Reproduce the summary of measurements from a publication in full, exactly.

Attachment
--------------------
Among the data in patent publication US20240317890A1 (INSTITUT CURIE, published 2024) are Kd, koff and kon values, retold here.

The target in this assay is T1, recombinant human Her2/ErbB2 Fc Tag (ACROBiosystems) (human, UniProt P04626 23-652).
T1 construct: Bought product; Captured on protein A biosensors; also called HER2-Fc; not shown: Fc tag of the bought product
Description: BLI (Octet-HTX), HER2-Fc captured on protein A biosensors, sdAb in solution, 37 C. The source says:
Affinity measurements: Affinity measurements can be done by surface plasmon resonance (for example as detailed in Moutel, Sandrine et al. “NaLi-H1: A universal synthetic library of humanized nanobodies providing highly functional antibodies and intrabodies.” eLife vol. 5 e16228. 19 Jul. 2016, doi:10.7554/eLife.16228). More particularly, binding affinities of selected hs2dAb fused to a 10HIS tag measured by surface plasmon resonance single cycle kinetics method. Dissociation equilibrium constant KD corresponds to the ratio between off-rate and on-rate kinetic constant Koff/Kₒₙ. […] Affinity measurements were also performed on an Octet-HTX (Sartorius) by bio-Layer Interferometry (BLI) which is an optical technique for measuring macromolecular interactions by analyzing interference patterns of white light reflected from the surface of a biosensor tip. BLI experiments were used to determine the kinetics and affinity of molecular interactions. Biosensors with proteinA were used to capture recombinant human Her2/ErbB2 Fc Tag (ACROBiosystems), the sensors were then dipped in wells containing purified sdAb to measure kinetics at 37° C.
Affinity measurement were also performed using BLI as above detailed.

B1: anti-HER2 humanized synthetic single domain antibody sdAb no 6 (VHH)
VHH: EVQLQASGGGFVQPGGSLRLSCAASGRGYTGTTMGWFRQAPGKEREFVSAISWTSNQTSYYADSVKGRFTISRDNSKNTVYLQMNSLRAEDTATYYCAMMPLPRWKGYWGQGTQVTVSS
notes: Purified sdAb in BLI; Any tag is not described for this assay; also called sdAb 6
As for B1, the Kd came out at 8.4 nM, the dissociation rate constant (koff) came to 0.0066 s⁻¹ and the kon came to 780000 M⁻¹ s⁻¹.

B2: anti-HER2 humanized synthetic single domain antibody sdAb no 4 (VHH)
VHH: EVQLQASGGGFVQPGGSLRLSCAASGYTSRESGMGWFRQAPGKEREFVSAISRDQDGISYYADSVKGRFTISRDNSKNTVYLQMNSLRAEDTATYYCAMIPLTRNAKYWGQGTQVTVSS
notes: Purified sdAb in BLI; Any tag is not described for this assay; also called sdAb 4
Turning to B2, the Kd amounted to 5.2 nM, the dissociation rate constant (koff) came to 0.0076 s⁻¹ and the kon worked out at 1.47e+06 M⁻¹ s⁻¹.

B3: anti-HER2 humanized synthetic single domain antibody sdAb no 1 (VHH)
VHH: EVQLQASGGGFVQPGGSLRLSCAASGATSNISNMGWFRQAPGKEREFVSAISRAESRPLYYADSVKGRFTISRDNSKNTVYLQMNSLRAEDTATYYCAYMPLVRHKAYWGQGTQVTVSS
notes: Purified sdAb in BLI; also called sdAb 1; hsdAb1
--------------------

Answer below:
Among the data in patent publication US20240317890A1 (INSTITUT CURIE, published 2024) are Kd, koff and kon values, retold here.

The target in this assay is T1, recombinant human Her2/ErbB2 Fc Tag (ACROBiosystems) (human, UniProt P04626 23-652).
T1 construct: Bought product; Captured on protein A biosensors; also called HER2-Fc; not shown: Fc tag of the bought product
Description: BLI (Octet-HTX), HER2-Fc captured on protein A biosensors, sdAb in solution, 37 C. The source says:
Affinity measurements: Affinity measurements can be done by surface plasmon resonance (for example as detailed in Moutel, Sandrine et al. “NaLi-H1: A universal synthetic library of humanized nanobodies providing highly functional antibodies and intrabodies.” eLife vol. 5 e16228. 19 Jul. 2016, doi:10.7554/eLife.16228). More particularly, binding affinities of selected hs2dAb fused to a 10HIS tag measured by surface plasmon resonance single cycle kinetics method. Dissociation equilibrium constant KD corresponds to the ratio between off-rate and on-rate kinetic constant Koff/Kₒₙ. […] Affinity measurements were also performed on an Octet-HTX (Sartorius) by bio-Layer Interferometry (BLI) which is an optical technique for measuring macromolecular interactions by analyzing interference patterns of white light reflected from the surface of a biosensor tip. BLI experiments were used to determine the kinetics and affinity of molecular interactions. Biosensors with proteinA were used to capture recombinant human Her2/ErbB2 Fc Tag (ACROBiosystems), the sensors were then dipped in wells containing purified sdAb to measure kinetics at 37° C.
Affinity measurement were also performed using BLI as above detailed.

B1: anti-HER2 humanized synthetic single domain antibody sdAb no 6 (VHH)
VHH: EVQLQASGGGFVQPGGSLRLSCAASGRGYTGTTMGWFRQAPGKEREFVSAISWTSNQTSYYADSVKGRFTISRDNSKNTVYLQMNSLRAEDTATYYCAMMPLPRWKGYWGQGTQVTVSS
notes: Purified sdAb in BLI; Any tag is not described for this assay; also called sdAb 6
As for B1, the Kd came out at 8.4 nM, the dissociation rate constant (koff) came to 0.0066 s⁻¹ and the kon came to 780000 M⁻¹ s⁻¹.

B2: anti-HER2 humanized synthetic single domain antibody sdAb no 4 (VHH)
VHH: EVQLQASGGGFVQPGGSLRLSCAASGYTSRESGMGWFRQAPGKEREFVSAISRDQDGISYYADSVKGRFTISRDNSKNTVYLQMNSLRAEDTATYYCAMIPLTRNAKYWGQGTQVTVSS
notes: Purified sdAb in BLI; Any tag is not described for this assay; also called sdAb 4
Turning to B2, the Kd amounted to 5.2 nM, the dissociation rate constant (koff) came to 0.0076 s⁻¹ and the kon worked out at 1.47e+06 M⁻¹ s⁻¹.

B3: anti-HER2 humanized synthetic single domain antibody sdAb no 1 (VHH)
VHH: EVQLQASGGGFVQPGGSLRLSCAASGATSNISNMGWFRQAPGKEREFVSAISRAESRPLYYADSVKGRFTISRDNSKNTVYLQMNSLRAEDTATYYCAYMPLVRHKAYWGQGTQVTVSS
notes: Purified sdAb in BLI; also called sdAb 1; hsdAb1